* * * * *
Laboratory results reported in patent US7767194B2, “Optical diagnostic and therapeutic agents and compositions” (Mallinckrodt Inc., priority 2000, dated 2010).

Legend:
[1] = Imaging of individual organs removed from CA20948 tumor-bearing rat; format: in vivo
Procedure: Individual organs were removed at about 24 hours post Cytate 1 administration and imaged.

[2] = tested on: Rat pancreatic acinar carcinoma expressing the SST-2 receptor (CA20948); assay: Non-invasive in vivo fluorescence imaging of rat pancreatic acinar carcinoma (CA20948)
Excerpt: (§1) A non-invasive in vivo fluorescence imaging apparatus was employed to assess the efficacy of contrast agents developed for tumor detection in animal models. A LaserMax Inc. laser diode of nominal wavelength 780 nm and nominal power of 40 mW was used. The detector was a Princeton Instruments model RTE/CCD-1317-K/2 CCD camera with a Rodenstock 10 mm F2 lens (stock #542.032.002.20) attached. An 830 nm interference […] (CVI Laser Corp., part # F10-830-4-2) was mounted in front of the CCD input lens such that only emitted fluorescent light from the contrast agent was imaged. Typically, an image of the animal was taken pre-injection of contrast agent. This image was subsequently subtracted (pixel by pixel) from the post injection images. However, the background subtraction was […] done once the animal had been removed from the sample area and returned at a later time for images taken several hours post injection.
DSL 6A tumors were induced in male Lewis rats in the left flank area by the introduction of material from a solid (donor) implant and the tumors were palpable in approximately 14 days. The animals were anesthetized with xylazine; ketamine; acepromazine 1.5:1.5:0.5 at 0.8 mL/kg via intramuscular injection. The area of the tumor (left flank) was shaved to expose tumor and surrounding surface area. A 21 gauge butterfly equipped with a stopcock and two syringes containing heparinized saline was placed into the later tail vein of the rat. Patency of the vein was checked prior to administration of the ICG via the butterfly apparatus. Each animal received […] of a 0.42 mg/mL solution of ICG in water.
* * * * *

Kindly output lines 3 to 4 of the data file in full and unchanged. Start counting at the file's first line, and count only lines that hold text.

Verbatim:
[1] = Imaging of individual organs removed from CA20948 tumor-bearing rat; format: in vivo
Procedure: Individual organs were removed at about 24 hours post Cytate 1 administration and imaged.